Healing Through Oriental Dance: Part 2, Emotional Healing

More articles:

Belly dance helped women to heal from grief reaction to miscarriage

Belly Dancing As Healing Dance: Archives

Belly Dance and Healing from Sexual Trauma

Lucy writes about sexual trauma for the Gilded Serpent

Mini Documentary:

Tribal Belly Dance: Body Power for women. Documentary with Robin Johnson of Troupe Melangees, Marjhani and Oojahm about Tribal belly dance and how empowering it is for women of all shapes, sizes, colors, ages and cultures. Part 1 introduces you to the dancers and their love of the dance, and with comments on body-size issues and how belly dance is powerfully dealing with sexualization, objectification, and body image issues for women.

YouTube - Troupe Melangees LoveBellydance1

YouTube - Troupe Melangees LoveBellydance2
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by Patryc
awesome post Ame

cosmic cuddles
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Cool, thanks for all the info on this. I've heard lots of good things about belly dancing, and have wanted to do classes. One thing has stopped me, and that is scoliosis. I have this, as well as one leg shorter than the other (thankfully it's not noticable). I often have pain in my lower back. But I'm thinking that belly dancing would help strengthen my back. Am I right? Or should I get drs clearance before embarking on something like this?
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by Patryc
yup get some MSM too, that will help you with the scoliosis which I believe is calcification too.
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What's MSM? And scoliosis is actually curviture (sp?) of the spine, which probably does lead to calcification. My dr reckons I have the beginnings of arthritis there. I can't do half the stuff I used to, which really sucks. I want to get myself back into a position where I can do the things I used to do, and I believe I can.

[QUOTE=Patryc;557748]yup get some MSM too, that will help you with the scoliosis which I believe is calcification too.[/QUOTE]
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by Patryc
http://indigosociety.com/decalcification-alchemical-sulphur-use-dmso-msm-t25947/

it is organic / alchemical sulphur. If you can't get it or afford it, use raw garlic or add it to your live juices. This will dissolve calcification as well. You can find it in your local health food store. Most of the good ones have it.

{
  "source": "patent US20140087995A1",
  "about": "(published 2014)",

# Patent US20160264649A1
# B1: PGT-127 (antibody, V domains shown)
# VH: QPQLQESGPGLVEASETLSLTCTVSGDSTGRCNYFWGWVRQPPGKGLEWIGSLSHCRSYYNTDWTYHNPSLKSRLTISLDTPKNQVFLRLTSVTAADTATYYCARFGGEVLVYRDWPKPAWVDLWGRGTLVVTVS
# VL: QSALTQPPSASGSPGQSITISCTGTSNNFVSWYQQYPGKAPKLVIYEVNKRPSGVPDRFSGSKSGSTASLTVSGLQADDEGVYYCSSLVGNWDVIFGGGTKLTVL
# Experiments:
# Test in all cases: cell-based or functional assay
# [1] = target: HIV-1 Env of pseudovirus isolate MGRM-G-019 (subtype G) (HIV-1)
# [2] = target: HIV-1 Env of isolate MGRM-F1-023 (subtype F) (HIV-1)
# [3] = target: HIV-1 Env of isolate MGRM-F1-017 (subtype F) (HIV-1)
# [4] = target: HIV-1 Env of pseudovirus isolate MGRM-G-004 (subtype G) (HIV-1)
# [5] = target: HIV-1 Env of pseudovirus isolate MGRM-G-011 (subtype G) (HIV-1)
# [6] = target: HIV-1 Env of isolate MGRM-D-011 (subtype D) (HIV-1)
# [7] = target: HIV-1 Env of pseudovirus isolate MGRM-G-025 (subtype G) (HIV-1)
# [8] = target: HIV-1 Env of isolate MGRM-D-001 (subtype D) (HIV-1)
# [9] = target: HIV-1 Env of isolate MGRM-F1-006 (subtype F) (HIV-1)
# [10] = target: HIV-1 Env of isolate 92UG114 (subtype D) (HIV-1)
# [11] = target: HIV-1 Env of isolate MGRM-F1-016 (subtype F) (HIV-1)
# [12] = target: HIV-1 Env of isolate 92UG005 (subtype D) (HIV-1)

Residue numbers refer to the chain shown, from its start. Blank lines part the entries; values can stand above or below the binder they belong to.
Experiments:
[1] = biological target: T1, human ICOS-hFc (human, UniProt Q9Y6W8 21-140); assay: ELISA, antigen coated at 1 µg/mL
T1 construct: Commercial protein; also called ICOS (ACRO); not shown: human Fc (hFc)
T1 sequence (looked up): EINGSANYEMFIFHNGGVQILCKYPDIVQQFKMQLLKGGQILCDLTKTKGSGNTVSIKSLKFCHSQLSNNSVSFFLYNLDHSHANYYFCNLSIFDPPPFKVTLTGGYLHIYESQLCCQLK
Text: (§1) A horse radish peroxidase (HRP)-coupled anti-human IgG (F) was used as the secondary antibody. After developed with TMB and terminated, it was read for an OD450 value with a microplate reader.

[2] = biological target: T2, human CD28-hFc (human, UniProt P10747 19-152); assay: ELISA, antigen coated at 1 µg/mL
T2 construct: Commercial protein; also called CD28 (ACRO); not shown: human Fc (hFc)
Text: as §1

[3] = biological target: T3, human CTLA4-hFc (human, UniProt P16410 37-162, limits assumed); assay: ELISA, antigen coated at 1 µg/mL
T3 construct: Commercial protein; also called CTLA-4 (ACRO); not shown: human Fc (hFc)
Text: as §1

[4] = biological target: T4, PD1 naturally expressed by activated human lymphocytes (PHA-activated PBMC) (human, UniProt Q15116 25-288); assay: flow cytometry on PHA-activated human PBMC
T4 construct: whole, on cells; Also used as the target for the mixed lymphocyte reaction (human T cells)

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[QUOTE=moonlitmeadows;557743]Cool, thanks for all the info on this. I've heard lots of good things about belly dancing, and have wanted to do classes. One thing has stopped me, and that is scoliosis. I have this, as well as one leg shorter than the other (thankfully it's not noticable). I often have pain in my lower back. But I'm thinking that belly dancing would help strengthen my back. Am I right? Or should I get drs clearance before embarking on something like this?[/QUOTE]

yes Iv'e read that belly dancing is really good for strengthening the back.

Have you heard of callan pickney? She has scoliosis, does not do belly dance though, but practiced ballet for years and created an exercise method called callentics
Callanetics : About Us

I think it would be fine for you to belly dance, but probably best to talk to an experienced instructor, or doctor, first.

Sinse I was very young (in my ealry teens) I have had this certain pain/stiffness in my lower back (left side) and belly dance does help with that, sometimes it feels nice getting a nice stretch or (muscle) massage when doing some of the moves!
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by Patryc
[QUOTE=moonlitmeadows;557758]What's MSM? And scoliosis is actually curviture (sp?) of the spine, which probably does lead to calcification. My dr reckons I have the beginnings of arthritis there. I can't do half the stuff I used to, which really sucks. I want to get myself back into a position where I can do the things I used to do, and I believe I can.[/QUOTE]

Falun Dafa may help you with your scholiosis straightening, I heard a story about a women who did it for ages and she had it really bad, she couldn't even look up, her head was hunched downwards and then one day while she was doing it an almighty crack was heard and her back straightened. I have experienced some significant heat and vibration at my lower back where I had an old injury and I believe the falun dafa was working on this. Check my sig for more info about it (Truth, Compassion and Forbearance).
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[QUOTE=Amethyst;557778]yes Iv'e read that belly dancing is really good for strengthening the back.

Have you heard of callan pickney? She has scoliosis, does not do belly dance though, but practiced ballet for years and created an exercise method called callentics
Callanetics : About Us